A wide open competitive presidential primary should be a moment of opportunity and peak political leverage for ambitious and aspiring politicians in places like Iowa. But one of the most sought-after Democrats in the first-in-the-nation caucus state isn't interested in endorsing a presidential candidate.
As the youngest of a handful of Democrats in statewide office in Iowa, state Auditor Rob Sand, who was elected in 2018, is often mentioned as a potential future U.S. Senate or gubernatorial candidate.
But despite getting courted by candidates ranging from Sens. Elizabeth Warren and Cory Booker, Sand says endorsements "barely" matter "at all."
"I think it's a bigger deal to the candidates than it is to caucusgoers," says Sand, who says his sister supports Warren and that if he endorsed another candidate, it wouldn't sway her at all.
With only a year of experience as auditor and two young kids at home, Sand says he's not interested in being tied to a presidential campaign.
"If I could snap my fingers and know that the person that I determined was the best candidate was going to somehow magically win the Iowa caucuses and become the nominee, I would take this much more seriously," Sand says. "But part of the reason the Iowa caucuses are good to have go first is because Iowans take this seriously."
Prior to becoming auditor, Sand, 37, was an assistant attorney general and led a nationwide lottery-fixing investigation. Originally from Decorah, a college town in rural northeast Iowa, Sand was elected by defeating a Republican incumbent in year that also saw Iowa's GOP governor, Kim Reynolds, win.
Sand, who's a bow hunter, hasn't offered any presidential candidates a trip to his deer stand in urban Des Moines. The city has been trying to control the deer population.
While Sand hangs out in the deer stand on a recent day, he sends some emails from his phone and checks his social media accounts. He's live-streamed his quest for a haircut while traveling in rural Iowa and tweets often about his favorite food: gas station breakfast pizza. (In Iowa it usually comes with cheese sauce, eggs and a breakfast meat like sausage or bacon.)
"You get a nice piece of breakfast pizza with some firm crust underneath, that's a really good version of breakfast on the go," Sand whispers in the deer stand.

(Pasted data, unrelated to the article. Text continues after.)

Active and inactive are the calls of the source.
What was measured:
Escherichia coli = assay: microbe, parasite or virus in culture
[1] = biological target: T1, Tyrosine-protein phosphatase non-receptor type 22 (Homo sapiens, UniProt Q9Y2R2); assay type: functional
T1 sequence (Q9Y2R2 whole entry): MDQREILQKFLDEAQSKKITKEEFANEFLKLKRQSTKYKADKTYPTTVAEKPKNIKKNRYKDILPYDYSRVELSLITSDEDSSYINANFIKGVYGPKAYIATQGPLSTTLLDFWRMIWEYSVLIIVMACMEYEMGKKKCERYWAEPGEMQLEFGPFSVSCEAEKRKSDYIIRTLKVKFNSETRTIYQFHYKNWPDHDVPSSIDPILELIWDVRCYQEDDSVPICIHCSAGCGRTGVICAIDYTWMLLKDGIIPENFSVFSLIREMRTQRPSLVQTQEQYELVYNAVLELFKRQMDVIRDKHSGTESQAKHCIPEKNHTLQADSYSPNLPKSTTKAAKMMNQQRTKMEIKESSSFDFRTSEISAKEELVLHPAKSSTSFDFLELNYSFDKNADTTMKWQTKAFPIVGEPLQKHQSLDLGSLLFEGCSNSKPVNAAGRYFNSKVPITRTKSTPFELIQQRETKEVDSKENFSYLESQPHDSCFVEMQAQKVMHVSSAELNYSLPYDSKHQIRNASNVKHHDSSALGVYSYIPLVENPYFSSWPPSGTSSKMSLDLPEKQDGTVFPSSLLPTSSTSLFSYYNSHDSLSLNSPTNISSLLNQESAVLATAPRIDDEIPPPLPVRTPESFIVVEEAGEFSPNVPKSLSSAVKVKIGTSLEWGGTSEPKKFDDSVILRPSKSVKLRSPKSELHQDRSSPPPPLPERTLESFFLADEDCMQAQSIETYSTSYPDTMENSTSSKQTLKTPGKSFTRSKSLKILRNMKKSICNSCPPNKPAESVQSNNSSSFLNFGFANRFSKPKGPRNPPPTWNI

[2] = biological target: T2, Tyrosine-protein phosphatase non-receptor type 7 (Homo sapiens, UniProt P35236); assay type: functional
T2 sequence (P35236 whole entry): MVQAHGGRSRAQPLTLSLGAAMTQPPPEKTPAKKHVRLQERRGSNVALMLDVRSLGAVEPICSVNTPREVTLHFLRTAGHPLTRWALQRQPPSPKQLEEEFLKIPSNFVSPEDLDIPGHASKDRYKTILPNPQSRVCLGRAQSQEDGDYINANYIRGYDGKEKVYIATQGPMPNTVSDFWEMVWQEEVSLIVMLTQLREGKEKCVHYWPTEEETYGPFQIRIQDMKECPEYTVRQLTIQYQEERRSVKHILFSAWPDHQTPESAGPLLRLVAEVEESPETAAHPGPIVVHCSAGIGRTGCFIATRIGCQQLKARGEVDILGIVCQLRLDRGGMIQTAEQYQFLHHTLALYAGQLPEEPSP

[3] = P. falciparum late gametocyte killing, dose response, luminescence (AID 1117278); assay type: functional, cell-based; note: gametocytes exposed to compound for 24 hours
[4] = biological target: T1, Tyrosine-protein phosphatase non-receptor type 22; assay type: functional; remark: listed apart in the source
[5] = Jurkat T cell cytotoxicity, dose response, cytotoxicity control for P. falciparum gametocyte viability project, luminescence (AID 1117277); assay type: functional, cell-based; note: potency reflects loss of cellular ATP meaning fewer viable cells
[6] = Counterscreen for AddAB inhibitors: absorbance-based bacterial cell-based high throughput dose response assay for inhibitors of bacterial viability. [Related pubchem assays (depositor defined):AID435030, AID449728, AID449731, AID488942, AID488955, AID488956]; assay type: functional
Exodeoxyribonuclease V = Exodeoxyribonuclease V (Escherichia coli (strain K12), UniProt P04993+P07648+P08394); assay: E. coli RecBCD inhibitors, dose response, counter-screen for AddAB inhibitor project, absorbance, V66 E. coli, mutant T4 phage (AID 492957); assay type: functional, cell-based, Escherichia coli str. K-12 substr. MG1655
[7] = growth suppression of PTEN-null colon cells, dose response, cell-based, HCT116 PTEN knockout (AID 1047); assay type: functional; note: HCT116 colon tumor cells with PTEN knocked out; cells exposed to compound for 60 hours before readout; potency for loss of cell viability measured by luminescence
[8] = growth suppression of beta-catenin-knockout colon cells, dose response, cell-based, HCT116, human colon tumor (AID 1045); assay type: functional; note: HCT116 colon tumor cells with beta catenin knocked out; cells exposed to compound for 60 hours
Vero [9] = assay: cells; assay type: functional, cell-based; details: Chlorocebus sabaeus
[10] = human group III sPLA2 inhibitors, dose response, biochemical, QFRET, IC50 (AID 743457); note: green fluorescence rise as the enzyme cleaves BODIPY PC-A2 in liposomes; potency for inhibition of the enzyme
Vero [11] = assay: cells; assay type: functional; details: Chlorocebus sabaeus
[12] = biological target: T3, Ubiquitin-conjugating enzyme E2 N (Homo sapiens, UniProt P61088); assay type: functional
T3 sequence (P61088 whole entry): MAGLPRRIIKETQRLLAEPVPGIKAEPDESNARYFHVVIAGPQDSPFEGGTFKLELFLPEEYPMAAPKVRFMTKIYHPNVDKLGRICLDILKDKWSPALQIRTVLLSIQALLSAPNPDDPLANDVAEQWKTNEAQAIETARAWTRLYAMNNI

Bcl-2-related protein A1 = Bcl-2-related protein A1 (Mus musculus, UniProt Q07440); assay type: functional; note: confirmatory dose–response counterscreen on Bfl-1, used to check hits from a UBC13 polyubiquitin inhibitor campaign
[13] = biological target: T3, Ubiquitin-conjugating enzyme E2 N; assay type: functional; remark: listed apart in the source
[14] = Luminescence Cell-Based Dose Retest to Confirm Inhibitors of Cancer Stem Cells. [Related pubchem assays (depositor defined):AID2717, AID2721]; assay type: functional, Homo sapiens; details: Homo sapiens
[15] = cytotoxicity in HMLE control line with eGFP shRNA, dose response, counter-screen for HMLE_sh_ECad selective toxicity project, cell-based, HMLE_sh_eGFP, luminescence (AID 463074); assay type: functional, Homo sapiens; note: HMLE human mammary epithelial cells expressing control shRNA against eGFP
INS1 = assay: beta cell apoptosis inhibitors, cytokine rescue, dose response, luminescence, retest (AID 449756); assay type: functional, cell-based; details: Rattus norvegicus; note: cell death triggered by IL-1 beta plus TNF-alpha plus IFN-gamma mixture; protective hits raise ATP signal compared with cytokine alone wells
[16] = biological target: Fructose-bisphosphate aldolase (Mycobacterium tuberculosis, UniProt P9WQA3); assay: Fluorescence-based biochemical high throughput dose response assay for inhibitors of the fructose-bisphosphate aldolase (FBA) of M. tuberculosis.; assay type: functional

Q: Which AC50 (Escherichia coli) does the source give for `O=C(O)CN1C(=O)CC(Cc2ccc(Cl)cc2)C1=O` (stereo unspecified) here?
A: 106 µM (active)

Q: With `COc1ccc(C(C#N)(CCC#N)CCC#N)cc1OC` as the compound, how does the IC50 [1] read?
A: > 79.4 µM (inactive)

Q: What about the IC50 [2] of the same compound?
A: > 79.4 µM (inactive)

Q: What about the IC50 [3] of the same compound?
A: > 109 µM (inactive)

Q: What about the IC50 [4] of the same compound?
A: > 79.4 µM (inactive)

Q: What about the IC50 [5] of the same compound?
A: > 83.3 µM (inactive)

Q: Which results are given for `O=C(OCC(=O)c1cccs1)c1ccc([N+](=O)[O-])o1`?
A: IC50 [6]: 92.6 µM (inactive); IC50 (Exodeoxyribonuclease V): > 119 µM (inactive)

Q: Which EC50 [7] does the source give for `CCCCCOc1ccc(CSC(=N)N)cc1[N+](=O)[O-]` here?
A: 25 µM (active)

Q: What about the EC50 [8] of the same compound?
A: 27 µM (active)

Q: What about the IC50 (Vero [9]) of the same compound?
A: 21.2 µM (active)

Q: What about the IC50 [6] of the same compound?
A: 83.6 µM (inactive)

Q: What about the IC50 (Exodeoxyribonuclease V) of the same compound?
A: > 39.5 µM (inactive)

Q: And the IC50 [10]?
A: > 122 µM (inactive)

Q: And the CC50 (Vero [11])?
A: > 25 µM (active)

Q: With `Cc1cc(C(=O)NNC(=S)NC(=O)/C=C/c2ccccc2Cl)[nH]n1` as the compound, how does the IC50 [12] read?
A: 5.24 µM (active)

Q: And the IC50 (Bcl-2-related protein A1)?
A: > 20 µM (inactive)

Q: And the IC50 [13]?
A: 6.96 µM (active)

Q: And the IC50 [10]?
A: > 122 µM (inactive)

Sand has previously pointed out before that presidential candidate and former South Bend mayor Pete Buttigieg hasn't tried breakfast pizza from the gas station chain Casey's. During an interview with Iowa Public Radio last month, Buttigieg was asked about that challenge.
"Is that what it's going to take to get the Rob Sand endorsement?" Buttigieg asked with a chuckle.
"Organizational heft and reputations on the line"
While Sand may doubt the value of his endorsement, any edge a campaign can get matters in a field this big, said Lily Adams, communications director for California Sen. Kamala Harris' now-defunct presidential campaign. Adams was also Hillary Clinton's Iowa communications director in 2016.
Adams says campaigns want a good mix of endorsers who are not just going to be a name on a press release, but will also "put their organizational heft and reputations on the line to get out people on caucus night."
"[That's] when you are going to need everybody in that room to be advocating for you," Adams says.
While not decisive, endorsements hold some sway with caucusgoers, such as Christopher Marks, a mental health counselor.
After seeing a state lawmaker who had endorsed Minnesota Sen. Amy Klobuchar introduce her at an event in suburban Des Moines last week, Marks says that support "didn't hurt" for him.
"I think it carries more weight to me than Kevin Costner coming out for Pete. This is where I live. This is where I'm from," Marks says. "These are the people that represent me. And if they say they represent her that means something to me."
After several hours in Sand's deer stand, the sun starts going down, ordinarily prime time for deer to appear.
"I endorse this location for deer to visit within the next 40 minutes," Sand whispers.
But no deer ever show up. Sand says it's proof his endorsement doesn't really matter.
LULU GARCIA-NAVARRO, HOST: